Morrissey: The most wonderful time of the yearWritten by Tom Morrissey | | firstname.lastname@example.org
It’s supposedly the “most wonderful time of the year,” but someone forgot to inform Life of this. Tragedy, heartbreak, and sadness still occur during this “wonderful” time.
Funeral home parking lots still fill up at the wrong time. The bad timing continues as funeral processions trek down city streets and through red lights. It’s easy to get irritated at the traffic nightmare, but as the procession passes and time wears off the irritation, reality becomes stark – those people aren’t running the red light with the intent to joyride.
One thing to associate with the most wonderful time of the year and Northwest Ohio is the bad weather. The temperature drops, the precipitation invades, and the sun hides for six months. In a twisted way, this is a good thing. The suicide rate over the winter months is lower, because the bad weather brings everyone down.
Although not associated directly with the Christmas season, antidepressant drug use has leaped 400% in the last 20 years, according to the CDC. One in four women ages 40 to 59 are taking antidepressants. One in 25 teens take such medication. Eleven percent of children 12 and under use.
Despite the alarming percentages, the fact is, even during the “most wonderful time of the year,” real problems do not disappear.
My Yahoo! inbox turns into a spam folder filled with gift suggestions for under $150 and 30% off purchases of $300 or more. Christmas trees start appearing in stores before the Halloween candy starts to be consumed. The River starts playing non-stop Christmas music way too early.
Who knew one could actually look forward to hearing overplayed hits from Lady Gaga?
The pressure that accompanies Christmas can be unbearable. Beyond hearing “I want a hippopotamus for Christmas” for the 348th time by the same annoying voice, dealing the barrage of commercialism, and making it through the holidays without ticking off family or wishing someone the wrong holiday, there are expectations to meet. During this hectic, yet “most wonderful” time of the year, Life still drags its participants along.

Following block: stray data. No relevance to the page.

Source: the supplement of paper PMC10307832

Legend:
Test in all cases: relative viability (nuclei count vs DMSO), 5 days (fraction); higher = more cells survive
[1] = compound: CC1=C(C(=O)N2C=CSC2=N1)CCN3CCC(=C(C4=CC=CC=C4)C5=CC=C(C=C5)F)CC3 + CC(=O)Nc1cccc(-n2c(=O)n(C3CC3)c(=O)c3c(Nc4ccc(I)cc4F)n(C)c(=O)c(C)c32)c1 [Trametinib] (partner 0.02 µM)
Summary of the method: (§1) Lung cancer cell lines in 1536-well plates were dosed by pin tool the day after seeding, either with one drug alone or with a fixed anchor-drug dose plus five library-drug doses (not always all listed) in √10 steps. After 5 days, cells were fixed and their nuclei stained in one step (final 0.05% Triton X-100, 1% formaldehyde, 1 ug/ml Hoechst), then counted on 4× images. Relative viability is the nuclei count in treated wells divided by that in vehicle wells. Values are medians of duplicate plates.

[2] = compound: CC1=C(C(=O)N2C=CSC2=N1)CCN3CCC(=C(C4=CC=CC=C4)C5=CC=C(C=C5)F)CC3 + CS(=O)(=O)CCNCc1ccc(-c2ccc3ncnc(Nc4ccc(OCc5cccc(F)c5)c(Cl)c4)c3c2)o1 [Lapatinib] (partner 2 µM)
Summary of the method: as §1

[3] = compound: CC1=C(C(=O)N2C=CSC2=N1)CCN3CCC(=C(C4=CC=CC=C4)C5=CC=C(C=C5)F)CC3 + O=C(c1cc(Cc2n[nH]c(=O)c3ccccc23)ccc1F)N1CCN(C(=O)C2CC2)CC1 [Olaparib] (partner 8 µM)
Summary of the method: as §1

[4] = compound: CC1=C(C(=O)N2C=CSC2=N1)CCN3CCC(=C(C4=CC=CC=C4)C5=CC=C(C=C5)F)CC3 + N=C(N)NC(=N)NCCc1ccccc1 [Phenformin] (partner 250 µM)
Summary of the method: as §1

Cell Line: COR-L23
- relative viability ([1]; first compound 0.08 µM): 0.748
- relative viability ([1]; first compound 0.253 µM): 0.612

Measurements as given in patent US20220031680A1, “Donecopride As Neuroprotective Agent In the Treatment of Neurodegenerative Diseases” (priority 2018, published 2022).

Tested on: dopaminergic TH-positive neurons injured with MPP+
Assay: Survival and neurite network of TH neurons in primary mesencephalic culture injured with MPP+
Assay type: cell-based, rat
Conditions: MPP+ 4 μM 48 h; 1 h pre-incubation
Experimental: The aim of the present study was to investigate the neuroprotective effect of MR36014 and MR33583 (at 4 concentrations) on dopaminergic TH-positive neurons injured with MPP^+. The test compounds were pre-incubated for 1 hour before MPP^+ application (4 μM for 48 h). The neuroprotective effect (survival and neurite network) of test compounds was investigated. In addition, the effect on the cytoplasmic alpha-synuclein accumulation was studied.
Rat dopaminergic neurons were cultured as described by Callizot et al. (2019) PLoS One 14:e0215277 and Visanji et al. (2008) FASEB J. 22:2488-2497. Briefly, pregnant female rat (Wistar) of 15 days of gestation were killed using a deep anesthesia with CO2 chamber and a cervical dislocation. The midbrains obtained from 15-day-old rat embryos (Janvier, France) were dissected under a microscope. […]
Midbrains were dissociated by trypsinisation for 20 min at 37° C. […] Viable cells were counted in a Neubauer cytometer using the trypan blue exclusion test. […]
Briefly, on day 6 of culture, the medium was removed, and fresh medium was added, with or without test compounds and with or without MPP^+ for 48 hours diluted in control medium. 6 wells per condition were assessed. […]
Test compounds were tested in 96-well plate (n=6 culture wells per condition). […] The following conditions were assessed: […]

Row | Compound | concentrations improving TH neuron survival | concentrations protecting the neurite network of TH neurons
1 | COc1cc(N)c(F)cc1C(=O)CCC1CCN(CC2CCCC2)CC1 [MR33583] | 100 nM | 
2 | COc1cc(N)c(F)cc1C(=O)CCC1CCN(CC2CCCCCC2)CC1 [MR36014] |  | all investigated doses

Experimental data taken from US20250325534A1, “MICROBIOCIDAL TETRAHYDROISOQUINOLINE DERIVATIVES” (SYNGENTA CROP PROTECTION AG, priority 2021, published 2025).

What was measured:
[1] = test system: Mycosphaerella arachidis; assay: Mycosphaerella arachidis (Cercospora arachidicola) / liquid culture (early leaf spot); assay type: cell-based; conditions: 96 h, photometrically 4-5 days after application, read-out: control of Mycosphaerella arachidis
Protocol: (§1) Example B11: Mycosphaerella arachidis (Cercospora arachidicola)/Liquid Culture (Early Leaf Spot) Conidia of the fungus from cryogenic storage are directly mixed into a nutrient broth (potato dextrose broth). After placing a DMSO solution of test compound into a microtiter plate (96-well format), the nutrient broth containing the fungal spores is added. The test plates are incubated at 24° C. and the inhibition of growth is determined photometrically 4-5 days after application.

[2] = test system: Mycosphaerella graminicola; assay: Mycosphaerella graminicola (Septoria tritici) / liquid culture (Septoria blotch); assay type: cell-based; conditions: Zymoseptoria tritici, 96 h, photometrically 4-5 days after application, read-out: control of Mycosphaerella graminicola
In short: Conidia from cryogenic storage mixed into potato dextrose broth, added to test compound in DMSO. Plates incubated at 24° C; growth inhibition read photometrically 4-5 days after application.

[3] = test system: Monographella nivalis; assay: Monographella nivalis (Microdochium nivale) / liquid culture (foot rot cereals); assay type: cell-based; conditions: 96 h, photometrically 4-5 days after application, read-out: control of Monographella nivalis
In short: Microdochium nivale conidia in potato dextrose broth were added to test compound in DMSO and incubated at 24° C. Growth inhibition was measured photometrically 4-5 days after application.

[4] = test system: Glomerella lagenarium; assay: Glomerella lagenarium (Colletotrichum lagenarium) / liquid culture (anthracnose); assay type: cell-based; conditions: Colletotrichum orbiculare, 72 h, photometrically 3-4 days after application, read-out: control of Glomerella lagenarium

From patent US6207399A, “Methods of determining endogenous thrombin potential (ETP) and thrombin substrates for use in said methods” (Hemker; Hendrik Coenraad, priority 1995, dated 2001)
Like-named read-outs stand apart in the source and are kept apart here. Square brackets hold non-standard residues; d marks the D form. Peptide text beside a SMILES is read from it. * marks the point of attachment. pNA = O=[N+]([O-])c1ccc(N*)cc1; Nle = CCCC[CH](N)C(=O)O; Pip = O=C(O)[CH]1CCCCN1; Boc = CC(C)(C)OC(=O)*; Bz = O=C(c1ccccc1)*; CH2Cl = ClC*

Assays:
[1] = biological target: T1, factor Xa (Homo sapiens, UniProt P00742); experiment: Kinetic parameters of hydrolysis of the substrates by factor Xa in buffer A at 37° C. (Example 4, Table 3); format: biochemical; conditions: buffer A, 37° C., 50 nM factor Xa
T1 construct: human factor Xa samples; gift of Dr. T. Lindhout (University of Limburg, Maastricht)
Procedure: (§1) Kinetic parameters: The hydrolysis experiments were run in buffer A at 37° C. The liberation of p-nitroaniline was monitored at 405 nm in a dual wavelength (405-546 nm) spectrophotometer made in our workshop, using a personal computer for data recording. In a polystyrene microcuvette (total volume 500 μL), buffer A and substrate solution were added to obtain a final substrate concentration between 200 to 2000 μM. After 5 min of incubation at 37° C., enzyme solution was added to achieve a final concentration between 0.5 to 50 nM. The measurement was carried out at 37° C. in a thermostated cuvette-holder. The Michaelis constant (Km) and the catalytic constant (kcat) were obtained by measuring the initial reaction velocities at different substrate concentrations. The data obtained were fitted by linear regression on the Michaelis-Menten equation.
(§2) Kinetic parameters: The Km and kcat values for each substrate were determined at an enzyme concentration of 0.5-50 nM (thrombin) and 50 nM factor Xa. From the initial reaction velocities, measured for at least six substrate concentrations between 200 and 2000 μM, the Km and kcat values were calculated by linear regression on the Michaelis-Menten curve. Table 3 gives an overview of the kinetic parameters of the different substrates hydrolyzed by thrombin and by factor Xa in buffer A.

Beyond the antidepressants and reality of this most commercialized time of the year, Americans find their escapes from the real world. An innumerable amount of options exist to offer a break from the daily, depressing grind. Playstation 3’s are only $249. A new restaurant or bar opens in Toledo at least every other week. College and professional sports parade across televisions nightly.
Unfortunately for the world this Christmas, Santa Claus could not help the NBA lockout last the entire season. With serious proof that Santa really failed, opening day of the NBA is on Christmas Day.
In the classic claymation Rudolph the Red-Nosed Reindeer cartoon, Santa declares, “There will be no Christmas this year.” Rudolph then sees his time to shine (pun intended), and Christmas is saved. Unfortunately, we couldn’t get the same declaration regarding the NBA, and some Rudolph-wannabes had to save the NBA’s season.
With real and countless issues plaguing lives everyday, the last thing one can find compassion for is multi-millionaire jocks.
But the real issue is that these athletes are entertainers, nothing more, and their entertainment value is appreciated by a decent amount of spectators worldwide. They are able to sign the massive contracts because their talent can draw immense amounts of revenue.
The draw of the NBA, like any other sport, is that the outcome of the game does not have any affect on real life. It’s pure entertainment. One can submerge into being a diehard fan, get let down year after year, but life is not affected, whether a team has a zero in the win or in the loss column.
The NBA is a form of escape. When athletes, who are nothing more than entertainers – the functional equivalent of circus clowns, decide to make certain demands, the entertainment value is jeopardized and brought to the level of reality. It’s time to remind NBA athletes of their role in and value to society.
Dear NBA clowns, you are not basketball court magicians or directors. You are simply court jesters. Your societal value is simply entertainment and to provide an escape from Life.